Use the “low” setting: You don’t need a full basin of water to clean your clothes. Choose the low-load settings over the high loads to use less water without sacrificing cleanliness.
Tip adapted from World Wildlife Fund
Share the Wealth of Knowledge!
Please share this market update with family, friends, or colleagues. We love being introduced!
Investing involves risk including the potential loss of principal. No investment strategy can guarantee a profit or protect against loss in periods of declining values.
Diversification does not guarantee profit nor is it guaranteed to protect assets.
International investing involves special risks such as currency fluctuation and political instability and may not be suitable for all investors.
The Standard & Poor’s 500 (S&P 500) is an unmanaged group of securities considered to be representative of the stock market in general.
The Dow Jones Industrial Average is a price-weighted average of 30 significant stocks traded on the New York Stock Exchange and the NASDAQ. The DJIA was invented by Charles Dow back in 1896.
The Nasdaq Composite is an index of the common stocks and similar securities listed on the NASDAQ stock market and is considered a broad indicator of the performance of stocks of technology companies and growth companies.
The MSCI EAFE Index was created by Morgan Stanley Capital International (MSCI) that serves as a benchmark of the performance in major international equity markets as represented by 21 major MSCI indices from Europe, Australia and Southeast Asia.
The S&P/Case-Shiller Home Price Indices are the leading measures of U.S. residential real estate prices, tracking changes in the value of residential real estate. The index is made up of measures of real estate prices in 20 cities and weighted to produce the index.
The 10-year Treasury Note represents debt owed by the United States Treasury to the public. Since the U.S. Government is seen as a risk-free borrower, investors use the 10-year Treasury Note as a benchmark for the long-term bond market.
Opinions expressed are subject to change without notice and are not intended as investment advice or to predict future performance.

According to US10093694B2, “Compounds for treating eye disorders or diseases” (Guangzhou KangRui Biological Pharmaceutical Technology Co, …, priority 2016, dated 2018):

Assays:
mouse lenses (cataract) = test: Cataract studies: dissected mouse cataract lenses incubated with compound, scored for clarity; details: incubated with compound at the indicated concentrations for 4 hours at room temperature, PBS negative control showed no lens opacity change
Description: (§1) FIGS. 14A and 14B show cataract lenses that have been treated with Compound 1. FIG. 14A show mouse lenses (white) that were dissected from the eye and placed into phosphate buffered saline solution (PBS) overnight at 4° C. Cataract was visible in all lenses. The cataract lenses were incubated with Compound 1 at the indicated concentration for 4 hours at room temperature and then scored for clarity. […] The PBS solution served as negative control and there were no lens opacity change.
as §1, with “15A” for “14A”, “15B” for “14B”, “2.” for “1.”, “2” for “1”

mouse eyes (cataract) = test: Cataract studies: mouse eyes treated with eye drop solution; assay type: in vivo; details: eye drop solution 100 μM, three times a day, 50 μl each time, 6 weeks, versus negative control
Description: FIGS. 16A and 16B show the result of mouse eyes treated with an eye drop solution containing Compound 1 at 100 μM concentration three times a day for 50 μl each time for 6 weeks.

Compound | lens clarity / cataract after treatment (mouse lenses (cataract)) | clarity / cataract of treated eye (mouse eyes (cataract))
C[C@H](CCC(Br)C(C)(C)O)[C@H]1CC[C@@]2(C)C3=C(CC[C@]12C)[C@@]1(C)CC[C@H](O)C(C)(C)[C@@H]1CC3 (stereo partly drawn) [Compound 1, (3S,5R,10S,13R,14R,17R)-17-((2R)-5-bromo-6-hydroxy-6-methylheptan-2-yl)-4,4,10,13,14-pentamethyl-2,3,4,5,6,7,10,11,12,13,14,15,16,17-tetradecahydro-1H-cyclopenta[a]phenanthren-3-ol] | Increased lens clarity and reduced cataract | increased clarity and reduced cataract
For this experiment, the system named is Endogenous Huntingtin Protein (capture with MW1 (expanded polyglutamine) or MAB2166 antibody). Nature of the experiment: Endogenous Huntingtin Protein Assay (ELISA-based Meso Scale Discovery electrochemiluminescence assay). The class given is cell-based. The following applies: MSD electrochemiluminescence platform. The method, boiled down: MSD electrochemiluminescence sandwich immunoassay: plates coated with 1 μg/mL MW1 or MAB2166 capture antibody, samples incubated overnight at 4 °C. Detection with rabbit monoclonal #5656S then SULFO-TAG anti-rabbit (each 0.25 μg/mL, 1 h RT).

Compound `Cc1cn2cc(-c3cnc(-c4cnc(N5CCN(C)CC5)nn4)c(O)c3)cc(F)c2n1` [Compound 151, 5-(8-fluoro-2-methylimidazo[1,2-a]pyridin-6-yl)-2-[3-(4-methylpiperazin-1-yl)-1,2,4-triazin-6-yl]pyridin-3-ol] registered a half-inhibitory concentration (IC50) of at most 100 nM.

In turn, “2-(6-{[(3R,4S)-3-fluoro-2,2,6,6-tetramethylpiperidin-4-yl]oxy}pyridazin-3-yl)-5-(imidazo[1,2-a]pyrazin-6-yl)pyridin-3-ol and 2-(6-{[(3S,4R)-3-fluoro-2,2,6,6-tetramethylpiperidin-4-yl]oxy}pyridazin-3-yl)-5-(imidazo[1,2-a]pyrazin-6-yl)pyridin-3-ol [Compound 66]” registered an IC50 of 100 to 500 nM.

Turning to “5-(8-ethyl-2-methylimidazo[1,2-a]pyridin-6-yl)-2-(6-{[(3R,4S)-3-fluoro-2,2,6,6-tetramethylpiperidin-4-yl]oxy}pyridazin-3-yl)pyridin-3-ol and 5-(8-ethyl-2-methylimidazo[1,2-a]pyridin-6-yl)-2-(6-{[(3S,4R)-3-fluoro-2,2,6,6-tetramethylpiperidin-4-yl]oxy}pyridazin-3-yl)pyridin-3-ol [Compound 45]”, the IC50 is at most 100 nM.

Past performance does not guarantee future results.
You cannot invest directly in an index.
Consult your financial professional before making any investment decision.
Fixed income investments are subject to various risks including changes in interest rates, credit quality, inflation risk, market valuations, prepayments, corporate events, tax ramifications and other factors.
Featured Image Notes: All index returns (except S&P 500) exclude reinvested dividends, and the 5- year and 10-year returns are annualized. The total returns for the S&P 500 assume reinvestment of dividends on the last day of the month. This may account for differences between the index returns published on Morningstar.com and the index returns published elsewhere. International performance is represented by the MSCI EAFE Index. Past performance is no guarantee of future results. Indices are unmanaged and cannot be invested into directly.
These are the views of Platinum Advisor Marketing Strategies, LLC, and not necessarily those of the named representative, Broker dealer or Investment Advisor, and should not be construed as investment advice. Neither the named representative nor the named Broker dealer or Investment Advisor gives tax or legal advice. All information is believed to be from reliable sources; however, we make no representation as to its completeness or accuracy. Please consult your financial advisor for further information.
By clicking on these links, you will leave our server, as they are located on another server. We have not independently verified the information available through this link. The link is provided to you as a matter of interest. Please click on the links below to leave and proceed to the selected site.